In 1988 he came to the Kennedy Space Center and started the Optical Instrumentation Lab, which primarily supported ground processing of the Space Shuttle.
This image is of Bob Youngquist, the lead of Kennedy Space Center’s Applied Physics Laboratory. He has worked at the center for more than 20 years. Photo credit: NASA/Glenn Benson.
You can view his briefing PDF file 2017 NASA alumni presentation.
In 1999 he joined NASA and the lab became the KSC Applied Physics Lab, still supporting Shuttle, as well as a range of other programs and research organizations.
Dr. Youngquist has numerous patents, NASA Tech Briefs, and journal publications. He was received the inaugural KSC Scientist of the Year award in 2009, to wit:
As someone might expect, the launch business offers plenty of unusual opportunities for Youngquist and NASA Kennedy Space Center’s Applied Physics Laboratory, which he leads.
A day can bring in a request to find a better way to dry a shuttle’s heat shield tile, a need to improve an existing hydrogen fire detector or a chance to predict the outcome if a solid rocket booster accidentally ignited inside the Vehicle Assembly Building.
“I come into work every day expecting to think and hoping to solve something,” Youngquist said. “Anytime where you can come to work and it’s a different duty. I don’t see how you could have a better job than that.”
His enthusiasm and the solutions developed by him and the lab earned the 20-year Kennedy veteran the center’s first Engineer/Scientist of the Year award.
It’s a far different career outcome than Youngquist expected.
Youngquist earned two bachelor’s degrees in math and physics and then turned to applied physics for his master’s degree. He followed that with a doctorate in applied physics from Stanford University in California.
“I was planning on being a professor,” the physicist said. “I had never considered aerospace.”
Working at University College London in England was wearing Youngquist out, though, and he came back to the United States.
Youngquist had lived in Florida since he was seven, having moved down from New York, so the Space Coast was a natural home base for him. He took a post with a contractor in 1988, then moved to a NASA position in 1999.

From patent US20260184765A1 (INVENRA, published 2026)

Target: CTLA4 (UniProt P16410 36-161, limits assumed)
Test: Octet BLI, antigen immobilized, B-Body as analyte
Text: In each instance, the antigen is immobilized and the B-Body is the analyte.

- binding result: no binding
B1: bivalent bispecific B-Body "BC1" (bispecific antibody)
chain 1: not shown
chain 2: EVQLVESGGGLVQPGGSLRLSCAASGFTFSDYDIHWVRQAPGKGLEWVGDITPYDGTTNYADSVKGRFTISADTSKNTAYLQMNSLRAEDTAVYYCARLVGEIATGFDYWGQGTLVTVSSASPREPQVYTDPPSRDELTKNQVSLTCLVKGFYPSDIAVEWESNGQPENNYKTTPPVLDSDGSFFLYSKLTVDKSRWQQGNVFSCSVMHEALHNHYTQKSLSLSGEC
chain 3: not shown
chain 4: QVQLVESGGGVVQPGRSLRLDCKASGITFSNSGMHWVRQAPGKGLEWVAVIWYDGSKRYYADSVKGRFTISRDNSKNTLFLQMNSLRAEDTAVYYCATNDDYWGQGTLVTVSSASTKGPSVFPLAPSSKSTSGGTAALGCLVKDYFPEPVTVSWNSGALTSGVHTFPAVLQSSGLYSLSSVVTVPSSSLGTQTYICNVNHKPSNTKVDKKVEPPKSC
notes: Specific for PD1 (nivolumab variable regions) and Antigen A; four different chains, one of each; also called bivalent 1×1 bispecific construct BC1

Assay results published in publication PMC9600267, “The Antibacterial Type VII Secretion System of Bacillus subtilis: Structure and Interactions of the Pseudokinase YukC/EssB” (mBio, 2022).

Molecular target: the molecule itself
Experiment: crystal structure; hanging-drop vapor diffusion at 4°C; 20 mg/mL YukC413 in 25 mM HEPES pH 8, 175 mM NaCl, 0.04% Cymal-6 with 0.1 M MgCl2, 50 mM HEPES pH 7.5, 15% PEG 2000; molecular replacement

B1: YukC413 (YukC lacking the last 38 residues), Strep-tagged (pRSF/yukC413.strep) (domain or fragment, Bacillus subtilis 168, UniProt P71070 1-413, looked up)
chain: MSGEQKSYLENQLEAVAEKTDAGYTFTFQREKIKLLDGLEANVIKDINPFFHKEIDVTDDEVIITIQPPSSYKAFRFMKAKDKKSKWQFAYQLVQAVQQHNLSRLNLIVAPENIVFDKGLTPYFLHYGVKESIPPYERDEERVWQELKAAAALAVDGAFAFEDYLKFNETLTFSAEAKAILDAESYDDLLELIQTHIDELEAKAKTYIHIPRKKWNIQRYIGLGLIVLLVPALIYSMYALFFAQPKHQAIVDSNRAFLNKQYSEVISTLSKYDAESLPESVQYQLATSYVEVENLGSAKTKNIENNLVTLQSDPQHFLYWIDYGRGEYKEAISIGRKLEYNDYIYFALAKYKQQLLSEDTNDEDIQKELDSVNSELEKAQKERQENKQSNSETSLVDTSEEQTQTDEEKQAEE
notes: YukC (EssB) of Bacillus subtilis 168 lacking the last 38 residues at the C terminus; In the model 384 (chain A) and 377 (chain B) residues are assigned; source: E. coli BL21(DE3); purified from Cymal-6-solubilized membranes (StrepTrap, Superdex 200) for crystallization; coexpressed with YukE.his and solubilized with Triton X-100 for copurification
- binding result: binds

With a specialty in fiber optics just as the field was burgeoning, Youngquist earned nine patents. His work at Kennedy would earn nine more.
Throughout the 1990s, almost all the work the lab did was focused on the Space Shuttle Program. It often dealt with ground support equipment, launch needs and inventions to help analyze shuttle components after a mission.
The current decade has seen a shift as the engineers turn their attention to the needs of the Constellation Program. They also work with the Launch Services Program on the expendable rockets that loft scientific and observation spacecraft for the agency. These days, shuttle program work accounts for 40 percent of the lab’s manifest.
Still, Youngquist said he doesn’t know what to expect. Depending on the problem, a solution can be as simple as suggesting a new way to do something, or it might require an invention.
“There have been so many unique days out here,” he said. “I spent a Sunday afternoon at the top of the fixed service structure with acoustic equipment measuring the pressure waves as they set cannons off to scare away birds.”
With seven other NASA engineers in the lab, Youngquist doesn’t have to research and solve each problem himself.
“It’s a very diverse lab and we get involved with a large number of activities,” he said.
The award also is a recognition of Youngquist’s work with students and engineers working toward higher degrees.
When engineering and math students visit the lab, Youngquist said that “in almost every case these students unanimously agree that this is where they would like to work.”
NASA’s John F. Kennedy Space Center